## The 4/3 Additive Spanner Exponent is Tight

A $+k$ additive spanner is a sparse subgraph that preserves all pairwise distances up to additive error $+k$. A classic result in this field states that all graphs have +6 spanners on $n^{4/3}$ edges, but no sparser spanners are known for any constant $k$. Meanwhile, current lower bound allow for the possibility of constant-error additive spanners on $n^{1 + \epsilon}$ edges for any $\epsilon > 0$. It is considered a central open problem to prove the existence/nonexistence of these nearly-linear sized additive spanners.

We resolve this question in the negative by constructing a family of graphs that provably have no $+n^{o(1)}$ additive spanners on $n^{4/3 - \epsilon}$ edges. In this talk, we will describe the construction technique. We will then discuss some extensions and implications of this new lower bound.

Joint work with Amir Abboud.

## How hard is deciding trivial versus nontrivial in the dihedral coset problem?

We study the hardness of the dihedral hidden subgroup problem. It
is known that lattice problems reduce to it, and that it reduces to
random subset sum with density $> 1$ and also to quantum sampling
subset sum solutions. We examine a decision version of the problem
where the question asks whether the hidden subgroup is trivial or
order two. The decision problem essentially asks if a given vector
is in the span of all coset states. We approach this by first
computing an explicit basis for the coset space and the
perpendicular space. We then look at the consequences of having
efficient unitaries that use this basis. We show that if a unitary
maps the basis to the standard basis in any way, then that unitary
can be used to solve random subset sum with constant density $>1$.
We also show that if a unitary can exactly decide membership in the
coset subspace, then the collision problem for subset sum can be
solved for density $>1$ but approaching $1$ as the problem size
increases. This strengthens the previous hardness result that
implementing the optimal POVM in a specific way is as hard as
quantum sampling subset sum solutions.

This is a joint work with Sean Hallgren and is going to be presented in TQC2016.

## Approximate String Matching for Self-Indexes

String matching is very frequent task of locating all occurrence of pattern P in text T. When we have text T in advance we can construct an index for the text that allows to search for the pattern in time linear to the length of the pattern. Self-index is an index which in addition allows to replace the original text. So it allows queries retrieving the text. However, only exact string matching is allowed by self-indexes. The lecture presents an interface between approximate string matching and self-indexes.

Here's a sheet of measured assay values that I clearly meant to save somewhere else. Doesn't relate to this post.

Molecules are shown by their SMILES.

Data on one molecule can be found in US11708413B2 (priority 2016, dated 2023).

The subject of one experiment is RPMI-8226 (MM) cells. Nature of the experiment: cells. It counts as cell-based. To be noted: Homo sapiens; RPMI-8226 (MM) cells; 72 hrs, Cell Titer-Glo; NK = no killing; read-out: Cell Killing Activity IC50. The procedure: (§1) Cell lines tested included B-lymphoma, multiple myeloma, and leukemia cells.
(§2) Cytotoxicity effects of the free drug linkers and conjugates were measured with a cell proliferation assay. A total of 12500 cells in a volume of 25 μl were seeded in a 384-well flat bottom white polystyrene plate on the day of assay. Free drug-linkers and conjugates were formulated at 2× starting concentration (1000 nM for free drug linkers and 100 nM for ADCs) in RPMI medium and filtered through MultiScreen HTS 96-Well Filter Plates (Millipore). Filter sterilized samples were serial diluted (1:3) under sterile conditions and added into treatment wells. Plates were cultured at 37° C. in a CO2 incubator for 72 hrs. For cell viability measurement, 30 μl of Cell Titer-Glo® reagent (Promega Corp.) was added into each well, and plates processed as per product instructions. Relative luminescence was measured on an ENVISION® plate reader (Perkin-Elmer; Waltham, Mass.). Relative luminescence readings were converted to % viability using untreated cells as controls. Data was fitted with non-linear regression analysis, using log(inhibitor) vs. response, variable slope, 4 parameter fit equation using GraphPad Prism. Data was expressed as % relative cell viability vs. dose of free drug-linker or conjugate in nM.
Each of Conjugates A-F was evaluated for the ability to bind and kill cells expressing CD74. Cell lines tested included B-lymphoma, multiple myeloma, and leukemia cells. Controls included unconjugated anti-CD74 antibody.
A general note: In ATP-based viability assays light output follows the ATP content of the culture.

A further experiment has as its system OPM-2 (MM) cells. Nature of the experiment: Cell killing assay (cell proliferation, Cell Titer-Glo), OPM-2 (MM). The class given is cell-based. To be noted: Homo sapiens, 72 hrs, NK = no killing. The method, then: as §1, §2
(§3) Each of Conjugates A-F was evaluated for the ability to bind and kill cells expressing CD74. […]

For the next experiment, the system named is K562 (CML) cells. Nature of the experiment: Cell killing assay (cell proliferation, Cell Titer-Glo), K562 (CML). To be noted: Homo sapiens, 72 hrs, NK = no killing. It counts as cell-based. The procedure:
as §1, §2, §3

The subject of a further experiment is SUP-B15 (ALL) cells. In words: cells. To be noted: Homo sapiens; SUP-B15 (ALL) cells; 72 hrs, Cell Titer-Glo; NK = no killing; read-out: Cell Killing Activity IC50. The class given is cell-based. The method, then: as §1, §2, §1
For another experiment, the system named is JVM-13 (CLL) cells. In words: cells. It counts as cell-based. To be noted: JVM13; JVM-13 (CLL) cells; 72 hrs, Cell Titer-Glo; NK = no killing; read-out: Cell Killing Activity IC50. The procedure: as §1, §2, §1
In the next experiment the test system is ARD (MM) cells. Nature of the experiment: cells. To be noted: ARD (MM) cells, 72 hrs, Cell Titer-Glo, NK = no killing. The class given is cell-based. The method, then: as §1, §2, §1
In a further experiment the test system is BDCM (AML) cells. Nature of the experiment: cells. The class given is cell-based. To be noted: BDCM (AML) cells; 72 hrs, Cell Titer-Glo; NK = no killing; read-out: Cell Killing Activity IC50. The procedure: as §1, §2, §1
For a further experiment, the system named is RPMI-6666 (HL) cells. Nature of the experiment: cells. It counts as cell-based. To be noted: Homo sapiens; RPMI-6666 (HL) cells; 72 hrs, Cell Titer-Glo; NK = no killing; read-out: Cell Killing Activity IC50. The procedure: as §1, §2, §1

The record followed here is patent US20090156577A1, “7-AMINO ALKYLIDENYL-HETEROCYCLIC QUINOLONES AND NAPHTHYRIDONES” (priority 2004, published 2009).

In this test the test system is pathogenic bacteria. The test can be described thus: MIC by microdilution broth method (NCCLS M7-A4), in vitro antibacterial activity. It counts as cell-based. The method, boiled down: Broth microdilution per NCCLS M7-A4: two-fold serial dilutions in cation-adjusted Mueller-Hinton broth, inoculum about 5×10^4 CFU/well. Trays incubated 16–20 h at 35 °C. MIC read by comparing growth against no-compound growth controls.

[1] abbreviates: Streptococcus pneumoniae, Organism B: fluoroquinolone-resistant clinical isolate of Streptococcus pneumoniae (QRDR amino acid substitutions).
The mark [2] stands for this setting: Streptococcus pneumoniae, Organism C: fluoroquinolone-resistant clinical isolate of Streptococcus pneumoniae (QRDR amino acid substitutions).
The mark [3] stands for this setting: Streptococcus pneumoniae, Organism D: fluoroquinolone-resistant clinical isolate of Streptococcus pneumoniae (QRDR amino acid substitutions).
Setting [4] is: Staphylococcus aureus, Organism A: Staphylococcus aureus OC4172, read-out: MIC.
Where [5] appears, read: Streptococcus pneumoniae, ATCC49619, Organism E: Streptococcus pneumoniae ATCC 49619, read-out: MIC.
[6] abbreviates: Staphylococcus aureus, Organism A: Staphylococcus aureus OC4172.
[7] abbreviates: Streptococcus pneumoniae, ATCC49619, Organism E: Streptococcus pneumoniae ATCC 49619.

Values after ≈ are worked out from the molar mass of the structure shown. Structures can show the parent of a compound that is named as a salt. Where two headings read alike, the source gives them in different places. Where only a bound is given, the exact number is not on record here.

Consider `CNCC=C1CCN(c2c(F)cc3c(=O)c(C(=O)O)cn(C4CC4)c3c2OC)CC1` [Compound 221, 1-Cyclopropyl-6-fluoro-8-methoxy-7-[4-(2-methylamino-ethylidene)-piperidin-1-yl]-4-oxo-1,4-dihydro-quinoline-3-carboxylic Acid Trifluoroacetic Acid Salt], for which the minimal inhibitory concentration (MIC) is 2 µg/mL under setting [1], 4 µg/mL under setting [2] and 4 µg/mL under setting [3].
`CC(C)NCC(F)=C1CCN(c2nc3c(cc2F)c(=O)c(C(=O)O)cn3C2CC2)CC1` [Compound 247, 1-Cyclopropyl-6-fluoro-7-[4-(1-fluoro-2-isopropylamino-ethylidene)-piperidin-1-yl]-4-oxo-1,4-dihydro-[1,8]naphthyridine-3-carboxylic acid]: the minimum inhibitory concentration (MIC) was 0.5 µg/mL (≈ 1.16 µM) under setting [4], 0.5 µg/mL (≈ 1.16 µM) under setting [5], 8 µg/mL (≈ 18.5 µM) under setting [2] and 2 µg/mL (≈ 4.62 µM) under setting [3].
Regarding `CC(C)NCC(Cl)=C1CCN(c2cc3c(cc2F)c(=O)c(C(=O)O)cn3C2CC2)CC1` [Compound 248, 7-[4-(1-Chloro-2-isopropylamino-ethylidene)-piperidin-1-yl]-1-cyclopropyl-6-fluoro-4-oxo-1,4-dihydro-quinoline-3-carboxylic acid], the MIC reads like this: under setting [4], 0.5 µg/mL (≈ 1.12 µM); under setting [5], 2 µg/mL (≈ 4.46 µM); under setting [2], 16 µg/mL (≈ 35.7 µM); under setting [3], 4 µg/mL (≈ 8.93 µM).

## Sequential Mechanisms with ex-post Participation Guarantees

We provide a characterization of revenue-optimal dynamic mechanisms in settings where a monopolist sells $k$ items over $k$ periods to a buyer who realizes his value for item $i$ in the beginning of period $i$. We require that the mechanism satisfies a strong individual rationality constraint, requiring that the stage utility of each agent be positive during each period. We show that the optimum mechanism can be computed by solving a nested sequence of static (single-period) mechanisms that optimize a tradeoff between the surplus of the allocation and the buyer's utility. We also provide a simple dynamic mechanism that obtains at least half of the optimal revenue. The mechanism either ignores history and posts the optimal monopoly price in each period, or allocates with a probability that is independent of the current report of the agent and is based only on previous reports. Our characterization extends to multi-agent auctions. We also formulate a discounted infinite horizon version of the problem, where we study the performance of "Markov mechanisms."

Joint work with Itai Ashlagi and Costis Daskalakis.

## Modern Cryptography in the Age of Cloud Computing

Going beyond the basic challenge of private communication, in the last 35 years, cryptography has become the general study of correctness and privacy of computation in the presence of a computationally bounded adversary, and as such has changed how we think of proofs, secrets, and information.

In this talk I will discuss some beautiful developments in the theory of cryptography, and the role it can play in the next successful shift from local to global computation.

**Short Bio**: Goldwasser is the RSA Professor of Electrical Engineering and Computer Science at MIT. She is also a professor of computer science and applied mathematics at the Weizmann Institute of Science in Israel. Goldwasser received a BS degree in applied mathematics from Carnegie Mellon University in 1979, and MS and PhD degrees in computer science from the University of California, Berkeley, in 1984.

Goldwasser's pioneering contributions include the introduction of probabilistic methods in cryptography, interactive proofs, zero knowledge protocols, pseudo random functions, hardness of approximation proofs for combinatorial problems, and multi-party secure protocols.

She was the recipient of the ACM Turing Award for 2012, the Gödel Prize in 1993 and another in 2001, the ACM Grace Murray Hopper award, the RSA award in mathematics, the ACM Athena award for women in computer science, the Benjamin Franklin Medal and the IEEE Emanuel R. Piore award. She is a member of the AAAS, NAS and NAE.